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was a woman full of energy as well as kindness. She liked to have things about her look well. She had brought some fine furniture for those days; and she had no intention of having it in a house like that. She could not make Thomas Lincoln "hum"; for "humming," or spinning around was not in him. But she made him come as near to this as she could. It was not long before she had glass windows in the vacant frames, a door in the uncovered doorway, and good wooden flooring on the cabin, and other improvements which made it better fitted for the new furniture that looked so grand to the Lincoln children. For the new wife had "a fine bureau, a table, a set of chairs, a large clotheschest, cooking utensils, knives, forks, bedding, and other articles, the like of which had never before been carried under any roof of Tom Lincoln's."

But Mrs. Sally Bush Lincoln possessed not only a good heart and skilful hands; she had a wise head as well. So when the house had been put into order and the children made respectable by sharing some of the clothing of her own children, she began to try to find out what kind of step-son she had in the big, shy, keen-witted, quick-tongued, warm-hearted Abe. And soon the two began to love one another with a love that lasted all their lives, and when he was

assassinated, she mourned for him as if he had been her very own son.

She was a real American in this-she believed in learning; she loved a book. She understood the boy's ambition to make something of himself, and she delighted in it and helped him forward in every way she could. She set herself to find out what Abe knew, and how he had managed to pick it up. She found that from what his own mother had taught him and what he had learned the very few months he had gone to school with his sister in Kentucky, he had learned to read and write. He did not do either very well then. But she soon found out one thing about him which was the greatest encouragement. Abe had a wonderful memory and a grip on anything he had once learned that would never let it go again; it seemed as if he were just made up of determination to keep every scrap of knowledge he had ever gained, and from this to reach up to more. He was like a mountain climber who hews out for himself with his tools a foothold in the steep rock, and then puts his foot on this and stands on it until he has cut himself out a higher step. Then he mounts into this. And so, when there is no path, he makes one, on to the top.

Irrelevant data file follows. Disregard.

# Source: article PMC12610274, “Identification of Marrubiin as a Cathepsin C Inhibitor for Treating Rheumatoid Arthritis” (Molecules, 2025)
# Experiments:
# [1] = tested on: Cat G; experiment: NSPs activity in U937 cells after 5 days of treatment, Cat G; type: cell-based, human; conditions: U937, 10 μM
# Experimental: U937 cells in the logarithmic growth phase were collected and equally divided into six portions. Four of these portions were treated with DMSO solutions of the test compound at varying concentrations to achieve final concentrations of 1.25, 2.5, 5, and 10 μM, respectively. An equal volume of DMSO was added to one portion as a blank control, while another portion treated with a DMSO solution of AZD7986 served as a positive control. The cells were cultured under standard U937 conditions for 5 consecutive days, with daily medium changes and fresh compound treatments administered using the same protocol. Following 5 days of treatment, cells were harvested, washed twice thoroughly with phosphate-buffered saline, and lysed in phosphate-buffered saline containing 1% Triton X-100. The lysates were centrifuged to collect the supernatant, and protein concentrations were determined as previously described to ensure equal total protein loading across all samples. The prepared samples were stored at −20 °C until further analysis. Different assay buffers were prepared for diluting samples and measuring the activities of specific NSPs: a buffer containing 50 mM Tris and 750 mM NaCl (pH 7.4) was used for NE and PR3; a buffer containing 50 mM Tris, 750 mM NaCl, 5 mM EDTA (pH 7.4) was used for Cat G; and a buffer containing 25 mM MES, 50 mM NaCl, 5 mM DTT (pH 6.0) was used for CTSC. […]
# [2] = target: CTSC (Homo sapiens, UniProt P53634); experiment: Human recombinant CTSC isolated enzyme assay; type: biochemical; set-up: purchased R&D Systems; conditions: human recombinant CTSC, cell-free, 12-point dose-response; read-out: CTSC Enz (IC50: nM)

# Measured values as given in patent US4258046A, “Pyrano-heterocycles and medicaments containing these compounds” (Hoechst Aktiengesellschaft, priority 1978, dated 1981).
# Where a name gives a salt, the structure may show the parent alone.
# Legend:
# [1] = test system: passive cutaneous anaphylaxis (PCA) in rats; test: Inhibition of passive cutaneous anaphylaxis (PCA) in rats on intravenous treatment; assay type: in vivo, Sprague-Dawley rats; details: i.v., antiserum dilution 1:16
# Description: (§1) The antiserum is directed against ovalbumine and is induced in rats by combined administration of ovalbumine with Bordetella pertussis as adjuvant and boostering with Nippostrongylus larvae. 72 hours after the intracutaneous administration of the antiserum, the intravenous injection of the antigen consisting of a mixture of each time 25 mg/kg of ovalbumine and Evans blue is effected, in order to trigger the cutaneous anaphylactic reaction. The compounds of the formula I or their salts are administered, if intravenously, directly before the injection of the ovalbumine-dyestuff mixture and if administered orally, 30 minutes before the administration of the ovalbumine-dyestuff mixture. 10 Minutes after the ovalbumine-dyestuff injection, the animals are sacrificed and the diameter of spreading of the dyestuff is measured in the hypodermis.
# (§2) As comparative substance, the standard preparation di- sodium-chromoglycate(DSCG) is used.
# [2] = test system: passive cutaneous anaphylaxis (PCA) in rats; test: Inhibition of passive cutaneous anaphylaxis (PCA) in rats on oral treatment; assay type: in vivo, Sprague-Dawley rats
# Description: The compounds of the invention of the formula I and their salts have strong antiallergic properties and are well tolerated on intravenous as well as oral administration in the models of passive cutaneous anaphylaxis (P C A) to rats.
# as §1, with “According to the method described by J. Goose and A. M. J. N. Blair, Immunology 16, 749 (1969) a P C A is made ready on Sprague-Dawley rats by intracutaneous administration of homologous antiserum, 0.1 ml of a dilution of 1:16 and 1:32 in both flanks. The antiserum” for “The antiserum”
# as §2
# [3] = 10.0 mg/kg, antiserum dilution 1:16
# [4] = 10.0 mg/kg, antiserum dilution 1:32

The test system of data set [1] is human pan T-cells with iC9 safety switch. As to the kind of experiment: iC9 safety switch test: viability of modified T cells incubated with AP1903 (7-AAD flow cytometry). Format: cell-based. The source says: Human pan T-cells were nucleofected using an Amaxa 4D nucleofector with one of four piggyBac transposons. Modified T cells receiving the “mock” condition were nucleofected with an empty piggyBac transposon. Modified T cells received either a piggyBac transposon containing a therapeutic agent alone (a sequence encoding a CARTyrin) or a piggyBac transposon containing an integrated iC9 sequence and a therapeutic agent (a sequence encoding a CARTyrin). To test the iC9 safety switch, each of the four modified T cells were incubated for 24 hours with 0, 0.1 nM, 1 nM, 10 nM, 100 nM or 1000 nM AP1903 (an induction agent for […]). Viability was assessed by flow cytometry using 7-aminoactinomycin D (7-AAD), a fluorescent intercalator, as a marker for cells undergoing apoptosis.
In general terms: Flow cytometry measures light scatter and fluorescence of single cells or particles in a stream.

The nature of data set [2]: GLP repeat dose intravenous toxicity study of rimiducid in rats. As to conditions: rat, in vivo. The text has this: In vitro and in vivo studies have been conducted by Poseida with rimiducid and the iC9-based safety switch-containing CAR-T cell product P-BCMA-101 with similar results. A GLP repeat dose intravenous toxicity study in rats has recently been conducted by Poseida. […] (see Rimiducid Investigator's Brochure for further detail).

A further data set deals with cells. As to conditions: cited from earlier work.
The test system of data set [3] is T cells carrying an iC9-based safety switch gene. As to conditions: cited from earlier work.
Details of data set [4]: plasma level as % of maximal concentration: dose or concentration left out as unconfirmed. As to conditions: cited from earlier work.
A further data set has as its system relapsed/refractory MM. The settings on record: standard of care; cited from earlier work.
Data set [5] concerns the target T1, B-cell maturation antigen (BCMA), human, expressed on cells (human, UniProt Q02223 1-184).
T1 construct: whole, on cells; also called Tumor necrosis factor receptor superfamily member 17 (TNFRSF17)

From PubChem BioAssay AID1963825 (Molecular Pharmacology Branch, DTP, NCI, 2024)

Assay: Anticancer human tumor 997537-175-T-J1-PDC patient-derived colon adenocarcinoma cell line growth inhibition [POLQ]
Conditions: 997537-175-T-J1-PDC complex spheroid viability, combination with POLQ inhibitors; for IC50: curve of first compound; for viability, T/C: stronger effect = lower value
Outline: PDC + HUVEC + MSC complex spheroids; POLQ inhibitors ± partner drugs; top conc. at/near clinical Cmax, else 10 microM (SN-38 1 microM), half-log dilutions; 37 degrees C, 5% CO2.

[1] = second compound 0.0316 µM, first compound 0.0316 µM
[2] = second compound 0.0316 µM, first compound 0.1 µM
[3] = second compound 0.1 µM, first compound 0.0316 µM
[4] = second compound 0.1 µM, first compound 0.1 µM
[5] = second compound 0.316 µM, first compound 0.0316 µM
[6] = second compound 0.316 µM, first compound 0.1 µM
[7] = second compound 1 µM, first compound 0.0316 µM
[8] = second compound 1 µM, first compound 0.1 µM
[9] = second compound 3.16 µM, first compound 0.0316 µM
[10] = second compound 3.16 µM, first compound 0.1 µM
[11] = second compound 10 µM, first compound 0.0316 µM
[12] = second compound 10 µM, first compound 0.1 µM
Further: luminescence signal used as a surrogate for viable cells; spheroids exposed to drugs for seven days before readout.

Mrs. Lincoln gloried in Abe's studying. She would not let him be interrupted in it; he

must read until he put down his book of his own accord; and she made his father allow him to do this. It is not necessary to say that a woman like her wanted all the children to go to the best schools there were at that time and place. And those were strange enough.



A schoolmaster of the old early days of Kentucky says that his first boarding place-for then schoolmasters boarded around in the homes of their pupils-was in a house consisting of a single room sixteen feet square. In this room lived the father and mother of the family, ten children, three dogs, two cats and himself.

But it was at about this time that the University of Lexington was founded, and opportunities began to open for a wider education and betters teachers than usually were willing to live in such wilds.

In the early days of Indiana things were a good deal after the same style. Abraham Lincoln wrote of those days: "It was a wild region, with many bears and other wild animals still in the woods. There were some schools so-called, but no qualification was ever required of a teacher beyond 'readin', writin' and

cipherin' to the Rule of Three.' If a straggler supposed to understand Latin happened to sojourn in the neighborhood, he was looked upon as a wizard. There was absolute nothing to excite ambition for education."

But on Little Pigeon Creek a mile and a half from the Lincoln farm, the settlers had built a log schoolhouse; it stood near what to them was a grand new meeting-house. Hazel Dorsey was the schoolmaster. To him Mrs. Lincoln sent the boys and girls of her family. To Abe this was the opening of a new world. For when he could read and write readily, he took his education into his own hands, since there was nobody else there to teach him, and read every book he could lay his hands on. Among the very few volumes in his own home was the Bible. He learned a great deal of that by heart. It is surprising how many men who have been great as writers and orators have been familiar with the Bible; they seem to have taken to it, at least at first, not because they knew it was the great teacher, not only in life but in expression also; but more, perhaps, because in households where books were very scarce there was usually a Bible.

"Esop's Fables" and "Bunyan's Pilgrim's Progress" were two of the other books that Abe read. But he did not read as we read,

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